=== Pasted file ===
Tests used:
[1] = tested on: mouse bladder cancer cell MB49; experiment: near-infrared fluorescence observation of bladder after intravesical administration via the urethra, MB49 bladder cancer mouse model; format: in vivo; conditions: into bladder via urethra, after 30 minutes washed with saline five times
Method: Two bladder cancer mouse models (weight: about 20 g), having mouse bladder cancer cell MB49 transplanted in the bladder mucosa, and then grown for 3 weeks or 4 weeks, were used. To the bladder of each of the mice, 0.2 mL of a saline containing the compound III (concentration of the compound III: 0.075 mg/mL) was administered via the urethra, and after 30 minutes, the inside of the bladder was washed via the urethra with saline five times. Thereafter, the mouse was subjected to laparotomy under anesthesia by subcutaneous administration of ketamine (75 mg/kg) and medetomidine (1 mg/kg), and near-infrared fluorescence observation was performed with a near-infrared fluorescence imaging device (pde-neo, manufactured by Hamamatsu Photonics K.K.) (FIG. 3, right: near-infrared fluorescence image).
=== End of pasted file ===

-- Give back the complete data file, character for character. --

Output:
Tests used:
[1] = tested on: mouse bladder cancer cell MB49; experiment: near-infrared fluorescence observation of bladder after intravesical administration via the urethra, MB49 bladder cancer mouse model; format: in vivo; conditions: into bladder via urethra, after 30 minutes washed with saline five times
Method: Two bladder cancer mouse models (weight: about 20 g), having mouse bladder cancer cell MB49 transplanted in the bladder mucosa, and then grown for 3 weeks or 4 weeks, were used. To the bladder of each of the mice, 0.2 mL of a saline containing the compound III (concentration of the compound III: 0.075 mg/mL) was administered via the urethra, and after 30 minutes, the inside of the bladder was washed via the urethra with saline five times. Thereafter, the mouse was subjected to laparotomy under anesthesia by subcutaneous administration of ketamine (75 mg/kg) and medetomidine (1 mg/kg), and near-infrared fluorescence observation was performed with a near-infrared fluorescence imaging device (pde-neo, manufactured by Hamamatsu Photonics K.K.) (FIG. 3, right: near-infrared fluorescence image).